November 15, 2019

Pazham Vaattiyathu – Caramelized Plaintains : A Guestpost by Rafeeda | Guestpost Series #21

In the world of Virtual friendships, its often assumed tht the real is virtual and the virtual is real. Blogging since 2011 has taken me virtually to so many cuisines, so many kitchens and so many hearts. 

One such amazing person is Rafeeda who shares her lip smacking heirloom recipe - Pazham Vaattiyathu - with us on this month's edition of Guestposts here at SizzlingTastebuds. If you are a newcomer to this blog or curious to read earlier heirloom Guestposts by many of my wonderful blogger friends , head here.

Rafeeda is a wonderful blogger bringing both world cuisine and her family style Malabar style cooking at her blog -
The Big Sweet Tooth

She so kindly consented to do this amazing recipe and guestpost and shares with us some wonderful memories in her inimitable, friendly banter. Thank you Rafeeda for doing this.. Over to her in her own words...


A very big hello to the readers of “The Sizzling Tastebuds”… 

I am excited to be on Kalyani’s space as a guest this month. Kalyani’s is one of the earliest blogs I had followed when I was hit by the cooking bug, way back in 2012, if I am not mistaken. I had bookmarked a lot of interesting vegetarian recipes during that time from her blog and even cooked some. In fact, I must say that hers was among the handful of blogs which actually motivated me to start my little space. When her email came with an invite to be a guest on her space, I blinked tw-ice, just wanting to believe that I have actually received an email! So here I am… :-

A little about myself – my name is Rafeeda, a Keralite who has been bought up in UAE, which is literally my second home. I am a working mother of two fast growing girls. My blog, “The Big Sweet Tooth” was started just to keep my interest in cooking, since I am a very lazy cook and can get bored very fast. I have been blogging for five plus years now and it has been a roller coaster ride so far. My blog, though has variety of recipes, tries to focus of keeping a note of Malabar recipes as well as Emirati cuisine as well.

Kalyani had mentioned that she would like me to bring along a forgotten/ rare recipe that my family cooks. I had a hard time trying to figure out what I would give her. After brainstorming lots of ideas, my mind suddenly went to this super simple dish umma used to make when we had impromptu guests. Now, every Keralite home would have stock of nenthrapazhams/ ripe plantains at any given time. It serves as a quick breakfast if you wake up late, a perfect snack for afternoon tea-time or even a filling dinner if you are not in a mood to feast! We either boil our plantains till soft, or make them in this form, or fry them up – an international favorite! The recipe is actually too simple, that I was a little ashamed to give this as a post. But thinking about it, I realized that sometimes it is the thought and feeling that matter behind a recipe, more than the recipe itself at times!

Umma would cut the nenthrapazhams into strips. She would then heat up generous amount of RKG ghee or coconut oil, depending upon what is available. She would fry up both the sides, sprinkling sugar as she goes till it gets a very caramelized appearance. I have noticed that nowadays people post this recipe calling them banana coins, where the pazham is sliced into roundels or if sliced long, then rolled up in a fancy shape and held on with a toothpick. Whatever it is, the method of making still remains the same. Super simple, yet so addictive…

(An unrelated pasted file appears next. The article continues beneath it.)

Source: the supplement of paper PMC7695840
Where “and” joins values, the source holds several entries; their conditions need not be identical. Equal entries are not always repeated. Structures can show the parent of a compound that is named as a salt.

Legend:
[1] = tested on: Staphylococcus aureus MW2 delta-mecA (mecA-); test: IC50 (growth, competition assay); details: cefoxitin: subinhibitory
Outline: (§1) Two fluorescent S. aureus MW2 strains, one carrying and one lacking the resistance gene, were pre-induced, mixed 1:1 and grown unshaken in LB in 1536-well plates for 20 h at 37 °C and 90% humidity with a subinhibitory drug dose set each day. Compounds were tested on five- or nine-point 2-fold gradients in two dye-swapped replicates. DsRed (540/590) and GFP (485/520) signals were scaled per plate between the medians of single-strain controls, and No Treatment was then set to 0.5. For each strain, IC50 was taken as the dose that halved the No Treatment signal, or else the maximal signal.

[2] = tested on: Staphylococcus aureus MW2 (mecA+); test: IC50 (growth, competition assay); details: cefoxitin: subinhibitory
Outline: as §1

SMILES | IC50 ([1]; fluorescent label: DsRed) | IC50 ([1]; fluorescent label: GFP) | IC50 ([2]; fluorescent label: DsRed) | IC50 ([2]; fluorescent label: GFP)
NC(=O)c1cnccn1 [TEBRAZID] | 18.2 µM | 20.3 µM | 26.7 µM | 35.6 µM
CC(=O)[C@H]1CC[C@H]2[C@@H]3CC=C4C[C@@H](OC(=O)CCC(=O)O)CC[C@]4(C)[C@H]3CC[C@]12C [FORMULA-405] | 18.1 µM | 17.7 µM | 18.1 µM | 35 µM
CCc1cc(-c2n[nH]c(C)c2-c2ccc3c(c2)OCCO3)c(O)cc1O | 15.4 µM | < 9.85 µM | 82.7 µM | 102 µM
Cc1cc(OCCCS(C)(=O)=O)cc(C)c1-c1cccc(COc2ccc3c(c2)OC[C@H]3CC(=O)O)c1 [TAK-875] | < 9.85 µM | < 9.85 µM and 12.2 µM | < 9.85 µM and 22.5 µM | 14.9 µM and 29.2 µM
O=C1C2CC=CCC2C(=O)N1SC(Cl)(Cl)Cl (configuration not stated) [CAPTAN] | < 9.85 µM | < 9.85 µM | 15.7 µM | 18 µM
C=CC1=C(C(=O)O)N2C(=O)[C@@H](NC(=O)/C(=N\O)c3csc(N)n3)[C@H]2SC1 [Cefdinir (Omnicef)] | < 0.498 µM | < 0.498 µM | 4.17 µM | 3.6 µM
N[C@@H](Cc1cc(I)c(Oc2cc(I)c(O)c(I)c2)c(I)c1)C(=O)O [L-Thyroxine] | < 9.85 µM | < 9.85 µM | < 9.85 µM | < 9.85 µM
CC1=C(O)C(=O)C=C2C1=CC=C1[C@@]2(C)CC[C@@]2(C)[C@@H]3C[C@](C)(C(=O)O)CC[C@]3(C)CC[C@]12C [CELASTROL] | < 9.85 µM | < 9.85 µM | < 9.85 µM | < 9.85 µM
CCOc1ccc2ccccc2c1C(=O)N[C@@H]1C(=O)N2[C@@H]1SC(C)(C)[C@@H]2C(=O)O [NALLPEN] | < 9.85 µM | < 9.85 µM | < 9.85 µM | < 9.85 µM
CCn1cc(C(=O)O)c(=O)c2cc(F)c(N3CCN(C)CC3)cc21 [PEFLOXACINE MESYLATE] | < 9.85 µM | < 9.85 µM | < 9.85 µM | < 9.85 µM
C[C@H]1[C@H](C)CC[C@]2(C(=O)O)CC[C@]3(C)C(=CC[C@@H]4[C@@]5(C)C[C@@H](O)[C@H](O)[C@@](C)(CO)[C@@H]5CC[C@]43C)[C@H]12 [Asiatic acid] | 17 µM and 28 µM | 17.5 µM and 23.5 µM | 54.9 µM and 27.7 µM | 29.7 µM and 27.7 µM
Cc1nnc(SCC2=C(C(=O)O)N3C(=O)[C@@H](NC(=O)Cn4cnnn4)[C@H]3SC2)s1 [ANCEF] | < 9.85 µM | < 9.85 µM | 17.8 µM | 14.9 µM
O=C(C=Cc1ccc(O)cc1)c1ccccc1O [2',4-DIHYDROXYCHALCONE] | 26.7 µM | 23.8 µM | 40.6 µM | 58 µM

I sincerely have no clue what this dish is called, so I call it Pazham Vaattiyath for naming sake. We would call it “naavu”, which means “tongue”, since they do look like them. And like all kids, we would wait for the guests to return back the plate with something in it so that we could attack it. Alas, it would come back empty because the combination of it hot with a cup of sulaimani is unparalleled! We would then nag her and then she would lazily make some just for us. Despite being really simple, umma would refrain making it for us citing how unhealthy it is due to the amount of ghee and sugar that goes into making this. :D

Lurking for some time in my thoughts, I decided to make this for the girls and HD. Thank God for instant home delivery, I landed up with a couple of nicely ripe plantains and quickly made them. As soon as the shot was done, the plate was wiped clean by them. HD then remarked, “I remember umma making this very long back. Why haven’t you made it in such a long time?” I gave him the same response that umma would give us. ;)

Pazham Vaattiyathu – Caramelized Plaintains
Serves 2


2 ripe plantains
1 tbsp ghee
Sugar as required


Peel the plantains and cut them into long strips.
Heat the ghee in a frying pan and layer one side of the plantains. Sprinkle some sugar on the top side and flip after a minute.
Sprinkle some more sugar on the flipped side and cook both sides till sufficiently caramelized.
Drain onto a plate and serve hot.


You can use ghee or coconut oil for frying.
We sometimes sprinkle some freshly grated coconut and a sprinkling of cardamom powder for added flavor.

Thank you so much Kalyani for waking up something that was so conveniently forgotten… J I am still feeling guilty of keeping it really simple, but I sincerely hope you will like this post. Wishing you only the best in your blogging journey forward, and once again thank you for having me around here…


  1. very similar to how we make them in the Caribbean - you know anything with plantain and I am a fan!

  2. Thank you so much for having me around with this very simple yet nostalgic dish... It was a pleasure working on this post for you...


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